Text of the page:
Algeria awaits change after 50 years under ruling party


Algeria is a young country ruled by old men.

A generation of leaders who won their spurs during Algeria’s 1954-62 independence war against France remains in power, having defeated a violent challenge by armed Islamists in the 1990s and, at least for now, seen off the rebellious spirit that toppled Arab autocrats in Tunisia, Egypt and Libya last year.

Among the old guard is President Abdelaziz Bouteflika, 75, who has served three terms and is thought unlikely to seek a fourth, if only for undisclosed health reasons.

But with a presidential election due in 2014 there is no clarity on who might take over Africa’s biggest country, an OPEC oil producer which supplies a fifth of Europe’s gas imports and cooperates with the West in combating al Qaeda-style militancy, Reuters reports.

More than 70 percent of Algeria’s 37 million people are aged under 30. About 21 percent of young people are unemployed, the IMF says, and many are impatient with the gerontocracy ruling a country where jobs, wages and housing are the urgent concerns.
“With all due respect, we don’t need war heroes to rule the country, but young, well-educated managers who can guarantee us a decent living and who understand young people’s aspirations,” said Mohamed Aziouz, an unemployed computer engineer aged 26.
“This must change,” he said, noting that Interior Minister Daho Ould Kabila is 79 and army chief of staff Giad Salah is 80.

Mortality is already catching up with the National Liberation Front (FLN) cadres who led Algeria to independence 50 years ago and have ruled the country ever since.

This year alone, the country’s first president, Ahmed Ben Bella, died at 96, and its third, Chadli Benjedid, at 82.


Ahmed Benbitour, 66, a former prime minister who resigned under Bouteflika in 2000, believes generational change is overdue. “Algeria’s rulers should be 40. All the rulers who served during the past decades should go,” he told Reuters.

In theory, it is up to Algerian voters to choose their president and parliament. But many Algerians believe their country is controlled by “le pouvoir”, a French term for an unelected elite led by senior security officials.

Bouteflika and these alleged power-brokers may eventually pick a preferred successor, legitimising their choice with an election contested by other approved contenders – although dissension among the elite could disrupt any such tidy outcome.

While Algerians may not feel fully enfranchised, despite the trappings of constitutional rule, few want a return to the turbulence of the 1990s when a decade-long struggle between the state and Islamist militants killed an estimated 200,000 people.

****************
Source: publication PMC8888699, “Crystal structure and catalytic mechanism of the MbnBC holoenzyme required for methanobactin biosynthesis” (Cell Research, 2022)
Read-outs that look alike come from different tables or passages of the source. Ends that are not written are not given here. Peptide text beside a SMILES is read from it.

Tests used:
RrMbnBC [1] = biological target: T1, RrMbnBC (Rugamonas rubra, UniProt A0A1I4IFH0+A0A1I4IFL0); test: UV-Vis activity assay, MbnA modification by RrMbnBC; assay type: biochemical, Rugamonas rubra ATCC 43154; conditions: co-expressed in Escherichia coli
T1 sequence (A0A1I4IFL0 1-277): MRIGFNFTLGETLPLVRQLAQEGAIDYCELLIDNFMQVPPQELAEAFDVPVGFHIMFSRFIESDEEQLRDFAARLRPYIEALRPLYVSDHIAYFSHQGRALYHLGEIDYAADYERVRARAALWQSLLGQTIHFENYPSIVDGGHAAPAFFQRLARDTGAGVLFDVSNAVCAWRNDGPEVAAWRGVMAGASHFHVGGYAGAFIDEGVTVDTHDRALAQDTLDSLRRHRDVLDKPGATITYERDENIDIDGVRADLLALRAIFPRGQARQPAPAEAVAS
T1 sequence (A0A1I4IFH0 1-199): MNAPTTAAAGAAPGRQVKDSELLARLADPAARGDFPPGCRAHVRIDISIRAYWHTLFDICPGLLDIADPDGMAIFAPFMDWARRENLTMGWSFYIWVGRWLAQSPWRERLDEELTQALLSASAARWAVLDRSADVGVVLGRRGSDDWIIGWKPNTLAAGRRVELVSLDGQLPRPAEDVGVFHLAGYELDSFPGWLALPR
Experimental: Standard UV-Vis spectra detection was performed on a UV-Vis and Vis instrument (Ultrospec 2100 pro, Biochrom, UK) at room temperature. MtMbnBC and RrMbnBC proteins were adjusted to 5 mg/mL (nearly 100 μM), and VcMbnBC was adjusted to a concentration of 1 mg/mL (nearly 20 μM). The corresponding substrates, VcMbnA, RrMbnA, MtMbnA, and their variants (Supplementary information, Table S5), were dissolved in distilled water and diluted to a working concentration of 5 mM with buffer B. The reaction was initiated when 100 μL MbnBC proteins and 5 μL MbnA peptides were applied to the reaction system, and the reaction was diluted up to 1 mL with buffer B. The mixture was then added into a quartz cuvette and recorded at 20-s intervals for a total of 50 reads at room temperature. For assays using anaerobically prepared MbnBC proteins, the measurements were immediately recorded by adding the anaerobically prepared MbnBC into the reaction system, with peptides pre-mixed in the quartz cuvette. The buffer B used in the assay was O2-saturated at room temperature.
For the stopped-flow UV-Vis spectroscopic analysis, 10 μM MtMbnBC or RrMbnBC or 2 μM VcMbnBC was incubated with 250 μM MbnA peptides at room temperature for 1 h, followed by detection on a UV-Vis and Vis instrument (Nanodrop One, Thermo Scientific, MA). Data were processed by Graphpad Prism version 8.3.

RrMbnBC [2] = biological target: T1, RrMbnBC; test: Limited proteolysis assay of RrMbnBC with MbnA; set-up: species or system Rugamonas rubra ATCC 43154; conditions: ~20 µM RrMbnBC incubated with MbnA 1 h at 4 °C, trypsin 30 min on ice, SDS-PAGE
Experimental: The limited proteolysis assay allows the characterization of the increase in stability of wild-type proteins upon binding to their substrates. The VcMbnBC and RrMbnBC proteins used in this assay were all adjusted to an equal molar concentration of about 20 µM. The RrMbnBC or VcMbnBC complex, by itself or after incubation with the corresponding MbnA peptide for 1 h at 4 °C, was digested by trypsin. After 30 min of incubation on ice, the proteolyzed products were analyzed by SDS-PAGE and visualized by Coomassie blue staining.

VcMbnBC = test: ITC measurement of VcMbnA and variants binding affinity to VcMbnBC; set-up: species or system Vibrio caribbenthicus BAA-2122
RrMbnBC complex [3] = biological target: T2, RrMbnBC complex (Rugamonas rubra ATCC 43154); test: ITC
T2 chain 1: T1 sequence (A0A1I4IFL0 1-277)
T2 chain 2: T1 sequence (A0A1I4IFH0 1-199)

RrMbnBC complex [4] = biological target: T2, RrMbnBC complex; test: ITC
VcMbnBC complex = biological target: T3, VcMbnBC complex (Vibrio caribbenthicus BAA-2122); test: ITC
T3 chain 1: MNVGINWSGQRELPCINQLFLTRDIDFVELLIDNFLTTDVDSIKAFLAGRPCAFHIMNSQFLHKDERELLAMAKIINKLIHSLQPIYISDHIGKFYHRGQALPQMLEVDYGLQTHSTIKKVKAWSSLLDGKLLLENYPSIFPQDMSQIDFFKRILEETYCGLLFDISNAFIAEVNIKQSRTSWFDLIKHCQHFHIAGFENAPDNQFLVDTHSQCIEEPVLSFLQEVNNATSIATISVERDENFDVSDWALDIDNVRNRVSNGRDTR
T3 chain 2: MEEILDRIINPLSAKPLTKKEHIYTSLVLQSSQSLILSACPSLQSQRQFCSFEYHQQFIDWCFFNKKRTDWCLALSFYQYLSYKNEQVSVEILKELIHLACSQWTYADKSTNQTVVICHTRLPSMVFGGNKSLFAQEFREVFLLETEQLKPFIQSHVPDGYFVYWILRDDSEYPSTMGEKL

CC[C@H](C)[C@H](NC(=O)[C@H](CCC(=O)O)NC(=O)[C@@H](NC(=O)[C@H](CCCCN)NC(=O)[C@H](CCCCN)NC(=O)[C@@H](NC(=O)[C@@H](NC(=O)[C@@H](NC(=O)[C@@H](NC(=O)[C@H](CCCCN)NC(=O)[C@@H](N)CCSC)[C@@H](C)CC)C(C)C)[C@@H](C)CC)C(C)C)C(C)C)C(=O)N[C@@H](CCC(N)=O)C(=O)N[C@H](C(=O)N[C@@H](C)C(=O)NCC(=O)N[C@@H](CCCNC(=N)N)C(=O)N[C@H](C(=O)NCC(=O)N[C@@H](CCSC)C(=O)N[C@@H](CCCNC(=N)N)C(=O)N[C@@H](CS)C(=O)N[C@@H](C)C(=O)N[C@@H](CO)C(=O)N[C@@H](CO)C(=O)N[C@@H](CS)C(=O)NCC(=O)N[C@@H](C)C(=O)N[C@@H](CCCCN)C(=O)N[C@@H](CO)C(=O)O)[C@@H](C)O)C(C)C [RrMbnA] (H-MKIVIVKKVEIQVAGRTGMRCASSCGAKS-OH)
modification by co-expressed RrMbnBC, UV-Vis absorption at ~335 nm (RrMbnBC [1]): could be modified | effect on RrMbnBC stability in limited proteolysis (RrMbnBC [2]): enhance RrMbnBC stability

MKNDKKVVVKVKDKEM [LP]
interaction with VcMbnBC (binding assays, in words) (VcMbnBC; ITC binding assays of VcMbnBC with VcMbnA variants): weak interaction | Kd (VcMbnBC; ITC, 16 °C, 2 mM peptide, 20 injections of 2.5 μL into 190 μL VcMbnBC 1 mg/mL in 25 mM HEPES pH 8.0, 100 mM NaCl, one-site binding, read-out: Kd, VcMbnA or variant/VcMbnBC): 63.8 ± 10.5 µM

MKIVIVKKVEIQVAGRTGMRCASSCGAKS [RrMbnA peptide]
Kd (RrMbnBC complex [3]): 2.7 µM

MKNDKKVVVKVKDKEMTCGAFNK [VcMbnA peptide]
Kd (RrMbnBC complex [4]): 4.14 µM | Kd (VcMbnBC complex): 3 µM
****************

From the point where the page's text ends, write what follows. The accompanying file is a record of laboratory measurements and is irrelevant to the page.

The Islamic Salvation Front (FIS), which was set to win the 1992 election when it was cancelled by the army, remains banned.

Moderate Islamist parties performed below expectations in a parliamentary poll in May this year, winning 10 percent of seats to the FLN’s 47 percent, on an official turnout of 43 percent.

Those parties, co-opted by the state, have little popular appeal and are in no position to compete for the top job. A few hardcore al Qaeda-linked militants still fight on in remote areas, but no longer threaten Algeria’s stability.

A significant current of ultra-orthodox Salafi Islamists shuns politics because it believes God is the only reference for governing society, not democratically elected leaders.

For now, political Islam has been mostly discredited, but the constitution says that Islam is the religion of the state and Algeria’s rulers cloak themselves in Islamic respectability.

Many in Algeria might settle for an imperfect democracy in return for stability, jobs and better living standards.

A wave of unrest over pay and living conditions in February and March 2011 briefly suggested the country might experience an uprising such as those erupting elsewhere in the Arab world.

But the government quickly increased wages and social spending to defuse discontent, using the financial muscle from oil and gas revenues that have enabled Algeria to build up foreign reserves exceeding $186 billion.

Since then, chaos in post-Gaddafi Libya and the violent conflict in Syria may also have made Algerians leery of revolt.


Perhaps sensing the danger has passed, the government now plans to re-tighten the tap, with a draft 2013 budget obtained by Reuters this week that would slash outlays by 11.2 percent.

The draft is based on a world oil price of $90 a barrel, although the International Monetary Fund says Algeria needs an oil price of $100 to balance its books.

Algeria relies heavily on its hydrocarbons sector, which accounts for about 60 percent of budget revenue, 36 percent of economic output and more than 97 percent of export earnings – so any slump in world oil prices would spell trouble.

The economy has moved away from its socialist past, but remains constrained by red tape and corruption, attracting few foreign investors outside the dominant oil and gas sector.

Denied opportunity at home, many Algerian youngsters dream of a better life overseas, with hundreds each year desperate enough to risk their lives on illegal sea crossings to Europe.

For now the expected transition from Bouteflika remains murky. The president took four months to name a prime minister after the parliamentary poll in May, finally choosing Abdelmalek Sellal, a technocrat whom few see as his anointed heir.

Nacer Djabi, who teaches sociology at Algiers University, says bringing more youthful faces into power could help transform the economy and avert potential strife.
“If the generation of Algeria’s current rulers refuses to organise its peaceful withdrawal from civilian and military decision-making circles, a clash with the new generation will be inevitable,” he said, urging them to hasten the process.
“They may die before handing over power, which could put at risk Algeria’s cohesion and internal stability.”